The vitriol against U2 fascinates me. A recent article here in New Zealand about Bono being the biggest prat in music attracted pages and pages of comments, most of them agreeing. Here is arguably the most dominant band of the last 30 years, a musical outfit capable of rock, pop, soul, electronica, dance, rock ‘n’ roll, new-wave / post-punk and gospel, a band who have wowed critics and fans alike, the owners of the highest grossing concert tour of all time, one of the greatest philanthropic teams in music history and writers’ of some of the most Biblically-direct, inspiring and challenging lyrics ever set to melodies. And yet the vitriol.
Maybe it is human nature to backlash against phenomenons that are so big. I also suspect U2’s do-gooding in the world makes people subconsciously feel guilty at their own selfishness. Any whiff that the band might be arranging their finances in a clever manner customary for the extreme rich has brought passionate cries of “tax-evasion,” claims the band say are bordering on slander. But through it all, there must be plenty like me who unashamedly are fans.
I write all this today because the mad scientist of U2 is marking one of the more historic days in his life. David Evans, better known to the world as The Edge, is 50 today. One of the most unique guitarists in history, it is more his intelligence and his care for his craft rather than any Clapton-like virtuoisty that have made him achieve what he has. In interviews where he modestly explains the secrets to his sounds, it sometimes carries for me the disappointment of a magician revealing his tricks: really it was simple; there were only a few notes being played, but it sounded like a chorus; echo; distortion; playing strings rather than chords. Even if it seems simple, nobody else plays remotely like him. You know it’s The Edge, you know it’s U2.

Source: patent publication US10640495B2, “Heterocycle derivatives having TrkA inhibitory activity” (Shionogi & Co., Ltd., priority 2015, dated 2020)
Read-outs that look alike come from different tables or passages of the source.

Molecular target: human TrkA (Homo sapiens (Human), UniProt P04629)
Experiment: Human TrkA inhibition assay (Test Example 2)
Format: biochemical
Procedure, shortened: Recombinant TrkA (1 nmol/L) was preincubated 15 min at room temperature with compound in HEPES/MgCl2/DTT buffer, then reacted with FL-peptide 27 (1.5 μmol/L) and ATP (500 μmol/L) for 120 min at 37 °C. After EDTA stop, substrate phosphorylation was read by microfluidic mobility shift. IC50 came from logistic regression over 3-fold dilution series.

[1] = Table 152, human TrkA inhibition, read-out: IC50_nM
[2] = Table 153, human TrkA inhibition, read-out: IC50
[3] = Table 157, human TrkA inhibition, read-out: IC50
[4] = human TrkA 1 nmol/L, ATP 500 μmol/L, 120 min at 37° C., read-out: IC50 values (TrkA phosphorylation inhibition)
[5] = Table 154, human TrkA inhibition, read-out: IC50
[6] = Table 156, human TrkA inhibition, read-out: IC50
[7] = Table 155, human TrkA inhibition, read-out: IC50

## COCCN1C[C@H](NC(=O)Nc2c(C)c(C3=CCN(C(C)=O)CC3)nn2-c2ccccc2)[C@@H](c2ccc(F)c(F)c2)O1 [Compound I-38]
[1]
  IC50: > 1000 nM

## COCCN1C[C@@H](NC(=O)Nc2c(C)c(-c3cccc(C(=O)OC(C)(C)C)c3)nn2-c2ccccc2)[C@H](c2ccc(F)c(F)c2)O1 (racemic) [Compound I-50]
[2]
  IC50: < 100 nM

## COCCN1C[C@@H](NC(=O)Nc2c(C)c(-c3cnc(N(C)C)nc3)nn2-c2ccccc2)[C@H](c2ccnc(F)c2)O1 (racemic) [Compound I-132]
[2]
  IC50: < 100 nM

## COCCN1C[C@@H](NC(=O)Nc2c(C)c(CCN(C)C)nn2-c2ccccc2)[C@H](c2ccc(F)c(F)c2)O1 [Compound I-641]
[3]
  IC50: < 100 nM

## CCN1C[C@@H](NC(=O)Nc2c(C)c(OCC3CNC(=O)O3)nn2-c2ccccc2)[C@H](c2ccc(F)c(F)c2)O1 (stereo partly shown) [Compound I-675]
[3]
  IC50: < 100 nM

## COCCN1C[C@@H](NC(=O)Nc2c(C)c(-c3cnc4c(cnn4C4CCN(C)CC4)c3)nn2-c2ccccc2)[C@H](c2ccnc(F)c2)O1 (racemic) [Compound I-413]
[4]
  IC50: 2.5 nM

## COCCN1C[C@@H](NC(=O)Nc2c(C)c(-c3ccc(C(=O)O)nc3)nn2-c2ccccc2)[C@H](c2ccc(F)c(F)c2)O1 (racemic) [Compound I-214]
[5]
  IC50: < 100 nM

This is a band whose songs mean something, even the ones you might think are throwaway bits of pop. Virtually all U2 songs contain Biblical references and titles like A Beautiful Day and Magnificent carry exponentially greater weight when you learn they’re not really about weather or a magnificent gal.
This week’s Song of the Week is a song some rock fans dismissed as being too pleasant on the ear as if that implies a certain effeminity. It must be a shame only identifying yourself as a rock fan and nothing else: so limiting and so ignorant. The song is infact U2’s (successful) attempt at a soul ballad, complete with a falsetto divergence from the main melody in the final stanza. This is straight out of the how-to manual for writing classic 60s / 70s soul and R&B and there is nothing wrong with that when you nail it as well as they did. A tribute to their late friend Michael Hutchence in the form of an almost angry love letter, Stuck In A Moment You Can’t Get Out Of is one of my favourite songs about not giving up.
And that falsetto, well it’s not Bono, it is sung by the man who is 50 today. Happy birthday The Edge!